Internet forums and chatrooms can have positive effects that should be more widely acknowledged, experts say.
The call comes after Oxford University researchers carried out an analysis of 14 different studies looking at how young people use the internet.
The review – published in the Plos One journal – said a number of studies had found a link between internet use and self-harm and suicide.
But it said others had found the internet could be a positive influence.
The dangers of internet use have received widespread coverage this year. In one case, in August, 14-year-old Hannah Smith from Leicestershire was found hanged after she had been sent abusive messages on a social networking site.
Since then research by the NSPCC has suggested a fifth of 11 to 16-year-olds have had negative experiences using the internet.
The Oxford University research highlighted a number of dangers from internet use, including the normalising of self-harm and the risk of bullying.
It also said there was a “strong link” between internet forums and an increased risk of suicide in particular.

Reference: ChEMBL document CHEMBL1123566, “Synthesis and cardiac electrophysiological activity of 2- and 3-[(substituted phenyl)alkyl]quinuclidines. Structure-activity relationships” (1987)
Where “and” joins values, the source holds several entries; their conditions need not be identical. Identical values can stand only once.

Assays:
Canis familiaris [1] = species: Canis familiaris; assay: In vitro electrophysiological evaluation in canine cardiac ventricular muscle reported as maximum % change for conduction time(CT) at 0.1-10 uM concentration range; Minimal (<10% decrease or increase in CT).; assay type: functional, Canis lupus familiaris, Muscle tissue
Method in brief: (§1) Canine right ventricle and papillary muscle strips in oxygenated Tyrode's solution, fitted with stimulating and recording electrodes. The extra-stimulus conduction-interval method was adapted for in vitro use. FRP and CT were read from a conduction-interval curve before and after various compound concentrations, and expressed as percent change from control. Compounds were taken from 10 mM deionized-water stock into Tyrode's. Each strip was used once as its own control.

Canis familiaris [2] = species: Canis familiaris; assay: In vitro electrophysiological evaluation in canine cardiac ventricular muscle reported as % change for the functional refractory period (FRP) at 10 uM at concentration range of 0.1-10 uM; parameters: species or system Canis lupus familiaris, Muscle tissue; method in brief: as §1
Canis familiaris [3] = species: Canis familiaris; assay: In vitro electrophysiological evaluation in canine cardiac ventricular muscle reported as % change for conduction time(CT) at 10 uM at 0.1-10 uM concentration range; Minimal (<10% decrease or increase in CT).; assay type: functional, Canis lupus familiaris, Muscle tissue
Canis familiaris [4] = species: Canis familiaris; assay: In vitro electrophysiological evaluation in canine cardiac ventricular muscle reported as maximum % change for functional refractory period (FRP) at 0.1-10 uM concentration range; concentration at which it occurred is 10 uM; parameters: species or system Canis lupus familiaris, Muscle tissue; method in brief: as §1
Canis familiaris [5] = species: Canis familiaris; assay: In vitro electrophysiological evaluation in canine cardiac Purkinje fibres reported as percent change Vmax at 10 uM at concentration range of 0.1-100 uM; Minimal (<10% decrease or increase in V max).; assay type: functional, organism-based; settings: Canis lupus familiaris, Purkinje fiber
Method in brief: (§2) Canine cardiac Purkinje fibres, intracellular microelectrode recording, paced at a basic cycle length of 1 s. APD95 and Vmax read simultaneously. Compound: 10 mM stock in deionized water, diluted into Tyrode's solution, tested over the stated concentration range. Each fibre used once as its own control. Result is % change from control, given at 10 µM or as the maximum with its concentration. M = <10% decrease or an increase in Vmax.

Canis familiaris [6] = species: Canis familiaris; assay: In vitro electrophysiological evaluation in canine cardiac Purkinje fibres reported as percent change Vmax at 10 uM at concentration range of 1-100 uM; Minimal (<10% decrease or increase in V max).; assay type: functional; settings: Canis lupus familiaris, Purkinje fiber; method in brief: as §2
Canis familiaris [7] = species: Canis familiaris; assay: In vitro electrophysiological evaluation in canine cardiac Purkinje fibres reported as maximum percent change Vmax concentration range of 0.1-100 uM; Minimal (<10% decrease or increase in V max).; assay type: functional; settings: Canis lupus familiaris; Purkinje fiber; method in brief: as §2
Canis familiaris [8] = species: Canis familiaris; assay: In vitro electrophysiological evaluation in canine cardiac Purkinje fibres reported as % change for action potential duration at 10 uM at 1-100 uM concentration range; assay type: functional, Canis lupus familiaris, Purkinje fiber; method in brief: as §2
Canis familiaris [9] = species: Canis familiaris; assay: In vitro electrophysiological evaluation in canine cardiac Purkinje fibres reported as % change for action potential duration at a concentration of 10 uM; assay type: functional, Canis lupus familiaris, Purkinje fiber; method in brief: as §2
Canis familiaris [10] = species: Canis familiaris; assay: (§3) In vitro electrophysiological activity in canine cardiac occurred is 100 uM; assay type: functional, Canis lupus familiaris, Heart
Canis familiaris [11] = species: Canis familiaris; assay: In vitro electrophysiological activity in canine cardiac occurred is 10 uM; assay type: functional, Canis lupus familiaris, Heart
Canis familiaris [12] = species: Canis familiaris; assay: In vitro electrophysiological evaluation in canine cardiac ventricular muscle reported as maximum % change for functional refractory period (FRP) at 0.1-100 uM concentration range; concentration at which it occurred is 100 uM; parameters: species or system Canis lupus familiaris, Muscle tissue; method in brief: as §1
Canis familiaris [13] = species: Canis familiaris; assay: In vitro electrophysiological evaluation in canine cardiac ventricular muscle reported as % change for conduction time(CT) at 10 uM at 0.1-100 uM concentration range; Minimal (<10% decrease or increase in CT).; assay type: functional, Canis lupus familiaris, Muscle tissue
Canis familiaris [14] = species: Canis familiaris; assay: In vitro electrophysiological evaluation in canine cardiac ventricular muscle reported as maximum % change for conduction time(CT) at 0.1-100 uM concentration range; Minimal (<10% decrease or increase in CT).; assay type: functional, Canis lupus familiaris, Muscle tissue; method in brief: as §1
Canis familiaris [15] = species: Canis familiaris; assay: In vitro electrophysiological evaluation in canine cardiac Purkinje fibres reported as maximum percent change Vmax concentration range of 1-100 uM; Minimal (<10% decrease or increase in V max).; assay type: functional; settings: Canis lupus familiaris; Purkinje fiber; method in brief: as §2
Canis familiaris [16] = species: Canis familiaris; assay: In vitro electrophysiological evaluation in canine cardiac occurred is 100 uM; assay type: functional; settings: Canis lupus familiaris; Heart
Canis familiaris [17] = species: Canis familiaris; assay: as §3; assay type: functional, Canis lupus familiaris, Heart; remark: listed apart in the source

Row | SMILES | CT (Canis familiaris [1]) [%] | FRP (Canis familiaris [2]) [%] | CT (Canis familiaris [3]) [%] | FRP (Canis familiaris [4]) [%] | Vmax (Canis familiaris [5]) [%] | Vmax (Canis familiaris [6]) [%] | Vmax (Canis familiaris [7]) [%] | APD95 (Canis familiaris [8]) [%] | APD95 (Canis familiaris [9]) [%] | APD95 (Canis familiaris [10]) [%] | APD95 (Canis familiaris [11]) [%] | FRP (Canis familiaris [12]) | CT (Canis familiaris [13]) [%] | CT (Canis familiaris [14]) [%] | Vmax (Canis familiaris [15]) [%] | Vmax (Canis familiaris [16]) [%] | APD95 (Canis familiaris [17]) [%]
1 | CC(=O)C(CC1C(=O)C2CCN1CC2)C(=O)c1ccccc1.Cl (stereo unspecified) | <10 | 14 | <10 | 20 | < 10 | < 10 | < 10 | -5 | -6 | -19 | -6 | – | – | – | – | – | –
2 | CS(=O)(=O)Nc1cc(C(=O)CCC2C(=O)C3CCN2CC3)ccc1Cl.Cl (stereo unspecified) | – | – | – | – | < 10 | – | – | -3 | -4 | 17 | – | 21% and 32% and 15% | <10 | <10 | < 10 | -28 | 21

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But the researchers said some studies had shown that internet forums could support and connect socially isolated people.
There were also examples where forum users encouraged positive behaviour, advised others to seek help and congratulated each other for not harming themselves.
Report author Prof Keith Hawton said: “Communication via the internet and other electronic means has potential roles in both contributing to and preventing suicidal behaviour in young people.
“The next step is going to be development of therapeutic interventions using these channels of communication, especially to access those who do not seek help from clinical services.”
Joe Ferns of the Samaritans added: “We should acknowledge that many people are using suicide forums and chatrooms to anonymously discuss their feelings of distress and despair, including suicidal thoughts, which may have a positive impact on the individual. They may be expressing feelings that they have never disclosed to anyone in their offline lives.
“Rather than concentrating primarily on ways of blocking and censoring such sites, we should think about online opportunities to reach out to people in emotional distress.”